marriage is the same thing where we’re taught about Prince  

Charming. As little girls that’s what the rules teach us. That one  

day someone’s going to come and sweep us off our feet. And  

that’s what we’re supposed to aspire to and then when we have it  and it doesn’t work out, or when we have it and we have a great  

marriage sometimes we can lose ourselves in the identity of  

being a wife. So, marriage is the next mountain.  

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 Number three is money. This one is defined by work, your career,  building a legacy of some sort. And in this mountain we really  

find our value and our worth in our work; perhaps the titles that  

we earn, or the check that we make, and awards. And this one has  always been my Achilles’s Heel because, again, I was able to  

utilize the ability to be successful to get great attention. And, I  

was like, “Wow! This is way better than what people doubting  

you. It’s great when people believe in you and they’re excited for  you.”  

 So, the money mountain and the success mountain, for me were  very addictive. And I lost my identity in my titles, in my awards, in  being successful, and starting up all these companies. It can be  

very dangerous because there’s something more fulfilling than  

something that is not going to last forever anyway.  

 And then, mountain number 4 is the mending mountain. This is  tied to our inner Ms. Fixer. This is the part of us as women, as we  try to be all things to all people. And we find validation in solving  other problems. This is where our martyr syndrome comes from  

and being stretched, trying to be self-sacrificing for the sake of  

saving others. There’s an identity part that feels good about  

helping people. There’s nothing wrong with that until we’re doing  it for the purpose of validation. We can lose ourselves in being  

“the fixer,” as well.  

 And then finally, mountain five is making a difference. It is  amazing to be a giver. It is amazing to change other people’s  

lives, but when giving becomes part of the way we form our  

identity, or the act of serving becomes our identity then it’s really  no different than greed. And this a hard one for people to wrap  

their minds around. Because I do believe that giving is a part of  

all of our lives. But the question is, “You are not your gift. You are  not your activity. You’re not your success. You’re not your failures.  You’re not your children. And you’re not your spouse.” And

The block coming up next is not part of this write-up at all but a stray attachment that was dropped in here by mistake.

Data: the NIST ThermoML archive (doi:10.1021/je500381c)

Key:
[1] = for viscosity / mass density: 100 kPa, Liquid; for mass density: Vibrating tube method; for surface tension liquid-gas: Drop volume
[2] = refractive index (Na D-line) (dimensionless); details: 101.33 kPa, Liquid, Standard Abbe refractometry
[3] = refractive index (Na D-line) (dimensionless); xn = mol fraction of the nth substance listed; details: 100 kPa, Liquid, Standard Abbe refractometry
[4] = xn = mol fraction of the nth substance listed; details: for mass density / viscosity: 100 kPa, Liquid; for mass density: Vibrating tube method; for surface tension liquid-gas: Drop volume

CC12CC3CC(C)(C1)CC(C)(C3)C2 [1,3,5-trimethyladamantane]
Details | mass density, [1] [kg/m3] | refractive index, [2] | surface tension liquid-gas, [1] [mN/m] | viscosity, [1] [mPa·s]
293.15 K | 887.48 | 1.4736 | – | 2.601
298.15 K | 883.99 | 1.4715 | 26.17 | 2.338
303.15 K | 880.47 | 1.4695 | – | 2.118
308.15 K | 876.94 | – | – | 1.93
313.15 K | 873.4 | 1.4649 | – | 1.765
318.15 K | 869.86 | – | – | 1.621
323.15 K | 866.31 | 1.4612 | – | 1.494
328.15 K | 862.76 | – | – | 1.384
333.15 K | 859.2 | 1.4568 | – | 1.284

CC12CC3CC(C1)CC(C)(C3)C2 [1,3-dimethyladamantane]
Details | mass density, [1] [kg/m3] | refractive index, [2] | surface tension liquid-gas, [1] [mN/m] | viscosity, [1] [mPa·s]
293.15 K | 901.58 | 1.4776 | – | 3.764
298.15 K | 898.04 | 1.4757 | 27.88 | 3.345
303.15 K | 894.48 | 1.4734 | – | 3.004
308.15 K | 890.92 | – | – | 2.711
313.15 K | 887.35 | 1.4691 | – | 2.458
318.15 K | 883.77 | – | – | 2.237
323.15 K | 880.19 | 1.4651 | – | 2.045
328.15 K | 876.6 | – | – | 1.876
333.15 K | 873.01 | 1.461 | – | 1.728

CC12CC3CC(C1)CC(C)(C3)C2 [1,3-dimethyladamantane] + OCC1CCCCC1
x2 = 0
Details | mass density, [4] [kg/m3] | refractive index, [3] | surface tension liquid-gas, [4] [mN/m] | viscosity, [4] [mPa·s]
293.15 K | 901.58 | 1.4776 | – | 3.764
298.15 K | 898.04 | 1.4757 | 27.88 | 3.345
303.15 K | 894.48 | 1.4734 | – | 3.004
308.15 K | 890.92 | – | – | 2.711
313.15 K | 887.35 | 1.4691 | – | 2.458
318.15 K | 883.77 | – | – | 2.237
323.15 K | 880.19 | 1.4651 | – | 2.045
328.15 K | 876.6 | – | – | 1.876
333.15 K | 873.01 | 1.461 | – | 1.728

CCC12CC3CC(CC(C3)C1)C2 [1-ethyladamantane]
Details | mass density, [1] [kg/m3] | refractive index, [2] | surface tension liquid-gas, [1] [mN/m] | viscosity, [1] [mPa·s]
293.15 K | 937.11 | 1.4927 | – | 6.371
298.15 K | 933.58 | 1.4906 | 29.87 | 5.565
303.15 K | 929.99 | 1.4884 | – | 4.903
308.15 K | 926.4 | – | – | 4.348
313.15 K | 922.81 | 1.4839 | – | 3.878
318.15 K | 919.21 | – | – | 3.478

realizing like, “Well, how am I really designed and made?” Is just  

really life changing.  

 But these are the five mountains that we climb, that form our  identity, and also when we’re going through a shift it’s breaking  

  1. It doesn’t mean you’re letting it go. I’m not saying, “No longer  be a mom. Just tell your kids they’re on their own 

Tanya: Yeah, it doesn’t work that way.  

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Marshawn: It’s a time for an expansion. And, I think there’s nothing more  powerful to a child, to a daughter, to a son, to see her mother  

living out her divine design. Understanding how brilliant and her  

beauty. How does that change what a child believes about his or  her self? What’s happening … Because a lot of women … I coach  

women now. I run the largest coaching company for women of  

faith in the country. And I’ve worked with a lot of women who  

wrestle with this. A feeling like they’re abandoning their children.  And they’ll use their children also as an excuse not to pursue their  dream.  

 Now we have to be responsible. Absolutely. We’re the most  innovative species. Women are in particular.  

Tanya: Yes.  

Marshawn: I am grateful that I have a mom who sacrificed a lot for me. But I  am regretful that she didn’t get to do some of the things that she  wanted to do. And, I try to live out her legacy. I dedicated the  

book to my mom, my two grandmothers, and my great-aunt.  

Who because of being Africa-American, I am first generation, a  

representation of the possibilities that they did not have. They  

just didn’t have them. My grandmothers cleaned houses for other  people. And that’s the opportunities that were available in the  

50’s, the 60’s, and even earlier than that the 30’s. I’ve got to  

remember when they were born. My grandmothers didn’t get to  

have education beyond elementary school, because they were  

black and living in the South.  

 So, I’m first generation full possibility where there literally are no  limits. They’re identity was largely capped, because they didn’t  

have the opportunities. And all of us as women are living in the  

most permissive time of our lives and the most permissive time in  history. We can’t let the things that we’ve learned, or even the  

things that we’ve seen define us. We’ve got to rewrite the rules  

and show that a woman’s place is anywhere God sends her.  

Tanya: Yes. I love that. Climbing mountains is a great thing to do. Right?  It sounds like a good achievement. We just don’t want to get  

stuck on top of that mountain. Yes 

Marshawn: And that’s why split rock moments come, that’s why disruption  comes, to break us up with who we’ve been, so we can expand  

our understanding of how amazing we really are.  

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Tanya: Yes. I love that. You talk about, with the gap and shifting from our  comfort zones, that there’s this gap between our talents and our  gifts. Can you touch on that? What’s the difference between  

talents and gifts? And why did you place the gap between those  two?